sith_killer_99
08-24-2008, 06:01 PM
T, this sounds like a good opportunity, I think you should go, skip Vegas, Queensryche is good in concert (I saw them back in 1995/96), but this seems more important than a concert.

Of course, this is not an altruistic post. I really want to see you get published so that I can read your book!:p

Tycho
08-24-2008, 06:23 PM
T, this sounds like a good opportunity, I think you should go, skip Vegas, Queensryche is good in concert (I saw them back in 1995/96), but this seems more important than a concert.

Of course, this is not an altruistic post. I really want to see you get published so that I can read your book!:p

LOL. Thank you.

Yeah, Queensryche's an awesome show, but I've seen them like - I don't know - 12 times in the past 3 years. Since I got out of the hospital (the first time), one of the things I could do was go to concerts. Somewhere along with that decision, I came up with only going to see the EXACT SAME BAND over and over again. Well - you know this: they DO NOT disappoint!

Metallica is playing at my alma matter (San Diego State Univ.) on December 11th. I might be able to swing that. It will be 51 days after my kidney transplant.

With the Queensryche show in Vegas, I'll have the option (if I FLY in to Vegas for the show) of attending BOTH the last day of the writers' conference as well as the Ryche show. I'll just have to hustle out of the airport when I land and make sure I'm staying at Mandalay Bay so I won't have to go anywhere else for the concert. I'll have time to throw my bags in my room and then go to the show. At House of Blues concerts, I try and have dinner there, so I can gain VIP access and skip the line into the venue. They do that to promote their food - and I've had some excellent dinners there - especially the BBQ salmon!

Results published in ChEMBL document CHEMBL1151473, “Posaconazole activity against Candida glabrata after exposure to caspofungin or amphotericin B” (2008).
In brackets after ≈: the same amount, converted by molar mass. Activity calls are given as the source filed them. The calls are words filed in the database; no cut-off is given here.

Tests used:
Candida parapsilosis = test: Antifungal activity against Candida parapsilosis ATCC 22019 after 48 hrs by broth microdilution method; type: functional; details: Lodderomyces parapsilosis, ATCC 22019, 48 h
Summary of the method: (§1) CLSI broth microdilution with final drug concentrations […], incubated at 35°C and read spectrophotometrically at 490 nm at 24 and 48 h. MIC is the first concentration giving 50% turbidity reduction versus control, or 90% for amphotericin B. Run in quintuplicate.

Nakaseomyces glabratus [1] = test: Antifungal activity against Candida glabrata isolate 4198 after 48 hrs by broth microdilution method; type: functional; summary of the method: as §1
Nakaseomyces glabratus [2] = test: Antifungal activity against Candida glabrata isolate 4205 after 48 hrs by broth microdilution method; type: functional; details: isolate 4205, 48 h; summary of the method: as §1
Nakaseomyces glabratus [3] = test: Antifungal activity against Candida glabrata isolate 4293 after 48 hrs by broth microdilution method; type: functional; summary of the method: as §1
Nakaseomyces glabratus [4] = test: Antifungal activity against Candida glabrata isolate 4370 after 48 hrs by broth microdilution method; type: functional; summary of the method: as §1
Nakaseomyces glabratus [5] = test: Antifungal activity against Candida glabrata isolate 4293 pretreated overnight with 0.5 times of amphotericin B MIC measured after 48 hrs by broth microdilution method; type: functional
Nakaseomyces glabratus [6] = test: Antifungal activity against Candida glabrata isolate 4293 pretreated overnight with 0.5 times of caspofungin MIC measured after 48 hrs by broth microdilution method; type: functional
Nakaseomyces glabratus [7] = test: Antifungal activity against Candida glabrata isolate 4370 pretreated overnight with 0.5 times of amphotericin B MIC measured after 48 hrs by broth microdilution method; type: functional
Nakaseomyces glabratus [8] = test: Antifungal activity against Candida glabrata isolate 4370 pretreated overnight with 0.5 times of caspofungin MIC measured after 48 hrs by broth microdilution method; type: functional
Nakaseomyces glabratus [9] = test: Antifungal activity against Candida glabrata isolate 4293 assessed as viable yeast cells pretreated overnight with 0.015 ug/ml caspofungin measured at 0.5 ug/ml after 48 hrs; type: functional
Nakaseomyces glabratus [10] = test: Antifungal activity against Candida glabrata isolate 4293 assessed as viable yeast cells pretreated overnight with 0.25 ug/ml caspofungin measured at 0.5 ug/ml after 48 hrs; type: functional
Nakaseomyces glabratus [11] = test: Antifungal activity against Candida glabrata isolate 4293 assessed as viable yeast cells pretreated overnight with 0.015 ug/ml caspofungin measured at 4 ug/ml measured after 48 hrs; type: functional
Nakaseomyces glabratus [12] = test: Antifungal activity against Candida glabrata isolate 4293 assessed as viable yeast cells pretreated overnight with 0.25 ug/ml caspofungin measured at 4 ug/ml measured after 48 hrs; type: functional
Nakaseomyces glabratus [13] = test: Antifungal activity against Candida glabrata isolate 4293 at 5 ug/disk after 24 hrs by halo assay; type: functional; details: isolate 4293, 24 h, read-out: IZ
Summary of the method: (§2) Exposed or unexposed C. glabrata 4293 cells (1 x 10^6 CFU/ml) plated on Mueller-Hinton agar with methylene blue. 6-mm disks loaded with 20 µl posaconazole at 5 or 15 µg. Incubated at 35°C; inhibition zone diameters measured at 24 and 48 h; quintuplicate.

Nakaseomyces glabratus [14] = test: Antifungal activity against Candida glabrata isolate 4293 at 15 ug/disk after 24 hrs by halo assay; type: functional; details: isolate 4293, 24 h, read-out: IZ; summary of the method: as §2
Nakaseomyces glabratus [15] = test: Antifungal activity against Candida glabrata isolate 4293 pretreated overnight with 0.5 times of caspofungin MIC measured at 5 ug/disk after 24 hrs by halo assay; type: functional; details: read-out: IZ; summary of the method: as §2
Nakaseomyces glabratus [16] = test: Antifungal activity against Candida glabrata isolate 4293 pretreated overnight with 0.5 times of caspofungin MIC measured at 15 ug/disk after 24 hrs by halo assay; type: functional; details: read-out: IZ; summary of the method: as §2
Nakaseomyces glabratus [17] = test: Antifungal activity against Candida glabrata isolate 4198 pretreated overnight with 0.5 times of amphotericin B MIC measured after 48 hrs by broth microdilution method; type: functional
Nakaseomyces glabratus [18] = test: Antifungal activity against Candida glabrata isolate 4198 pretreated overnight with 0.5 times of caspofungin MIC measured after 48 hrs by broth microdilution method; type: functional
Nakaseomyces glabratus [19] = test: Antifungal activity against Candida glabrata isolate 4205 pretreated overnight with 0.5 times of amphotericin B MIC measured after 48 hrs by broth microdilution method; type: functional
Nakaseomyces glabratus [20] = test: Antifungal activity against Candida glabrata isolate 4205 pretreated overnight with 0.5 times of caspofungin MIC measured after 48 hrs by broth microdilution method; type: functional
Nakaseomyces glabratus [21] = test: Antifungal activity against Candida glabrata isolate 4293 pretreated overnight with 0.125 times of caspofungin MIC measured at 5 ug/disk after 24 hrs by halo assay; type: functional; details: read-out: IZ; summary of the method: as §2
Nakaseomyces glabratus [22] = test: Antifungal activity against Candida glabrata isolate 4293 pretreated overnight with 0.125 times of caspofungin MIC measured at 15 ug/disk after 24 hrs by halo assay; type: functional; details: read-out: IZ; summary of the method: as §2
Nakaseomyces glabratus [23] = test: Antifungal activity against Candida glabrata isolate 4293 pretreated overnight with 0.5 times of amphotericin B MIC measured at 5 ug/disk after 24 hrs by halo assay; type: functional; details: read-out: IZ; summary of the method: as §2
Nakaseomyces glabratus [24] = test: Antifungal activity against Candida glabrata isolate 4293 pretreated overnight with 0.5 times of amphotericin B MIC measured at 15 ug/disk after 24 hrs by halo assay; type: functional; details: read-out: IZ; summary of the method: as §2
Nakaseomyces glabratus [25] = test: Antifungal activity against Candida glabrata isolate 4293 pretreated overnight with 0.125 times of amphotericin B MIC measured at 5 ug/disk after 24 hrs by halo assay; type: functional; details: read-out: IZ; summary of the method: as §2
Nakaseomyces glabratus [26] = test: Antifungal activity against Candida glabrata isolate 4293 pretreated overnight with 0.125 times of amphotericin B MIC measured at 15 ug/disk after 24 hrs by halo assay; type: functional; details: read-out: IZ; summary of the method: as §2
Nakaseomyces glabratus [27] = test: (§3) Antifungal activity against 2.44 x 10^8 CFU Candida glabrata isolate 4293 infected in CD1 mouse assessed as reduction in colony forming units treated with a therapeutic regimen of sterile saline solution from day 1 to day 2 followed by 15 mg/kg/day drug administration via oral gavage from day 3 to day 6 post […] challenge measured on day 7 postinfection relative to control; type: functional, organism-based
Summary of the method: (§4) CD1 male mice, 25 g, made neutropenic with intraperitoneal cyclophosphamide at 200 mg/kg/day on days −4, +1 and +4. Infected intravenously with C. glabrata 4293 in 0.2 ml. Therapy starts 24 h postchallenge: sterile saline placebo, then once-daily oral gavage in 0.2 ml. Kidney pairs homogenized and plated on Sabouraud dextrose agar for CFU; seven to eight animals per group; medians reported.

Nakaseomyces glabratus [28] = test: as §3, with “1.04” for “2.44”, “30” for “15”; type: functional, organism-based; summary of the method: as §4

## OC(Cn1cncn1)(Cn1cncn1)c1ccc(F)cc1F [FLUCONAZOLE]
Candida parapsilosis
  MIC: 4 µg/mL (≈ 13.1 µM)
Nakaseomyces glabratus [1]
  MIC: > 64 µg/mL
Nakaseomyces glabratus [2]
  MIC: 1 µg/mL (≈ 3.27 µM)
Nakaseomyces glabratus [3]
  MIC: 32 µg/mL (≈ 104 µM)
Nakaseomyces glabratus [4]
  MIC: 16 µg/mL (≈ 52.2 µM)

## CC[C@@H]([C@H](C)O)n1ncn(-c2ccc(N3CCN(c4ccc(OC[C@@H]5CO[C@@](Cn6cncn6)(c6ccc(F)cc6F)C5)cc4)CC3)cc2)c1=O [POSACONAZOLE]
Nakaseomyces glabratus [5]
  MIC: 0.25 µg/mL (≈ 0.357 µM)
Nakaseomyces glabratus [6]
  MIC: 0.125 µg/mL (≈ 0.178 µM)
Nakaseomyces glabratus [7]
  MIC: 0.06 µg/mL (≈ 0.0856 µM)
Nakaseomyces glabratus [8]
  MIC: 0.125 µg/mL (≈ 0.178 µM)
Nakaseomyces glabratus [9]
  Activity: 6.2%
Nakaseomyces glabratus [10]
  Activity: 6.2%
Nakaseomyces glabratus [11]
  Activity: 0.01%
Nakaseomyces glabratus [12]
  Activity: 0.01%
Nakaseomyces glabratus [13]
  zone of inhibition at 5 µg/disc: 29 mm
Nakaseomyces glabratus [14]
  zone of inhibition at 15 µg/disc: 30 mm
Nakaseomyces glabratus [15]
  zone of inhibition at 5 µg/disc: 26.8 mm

But if I'm staying with my family in Orange County, they can keep all my convention SWAG for me until I return to California, and give me rides to and from the airport in the O.C. As I said, there's NO CHANCE I can get back home in time to fly out of San Diego - and I really don't want to fly back to California the same night, after all day at a conference and then all night at a rock concert. So there'd be no reason to keep a hotel in the O.C. only to return there at like 2 in the morning! I might be in Vegas, but after all that, I could see myself crashing back in my hotel room at that hour, not on the strip all night. Then again, I'm usually all amped after every Queensryche concert and listening to all their albums until all hours of the night after any given show. :rolleyes:

It's my Rage for Order ;)

stillakid
08-25-2008, 12:24 AM
Thanks for that info! :)

I may have to go to a conference soon to shop for a new agent for book two. But I'll need sales numbers from this one first and I won't get them til November.

I'll consider going though.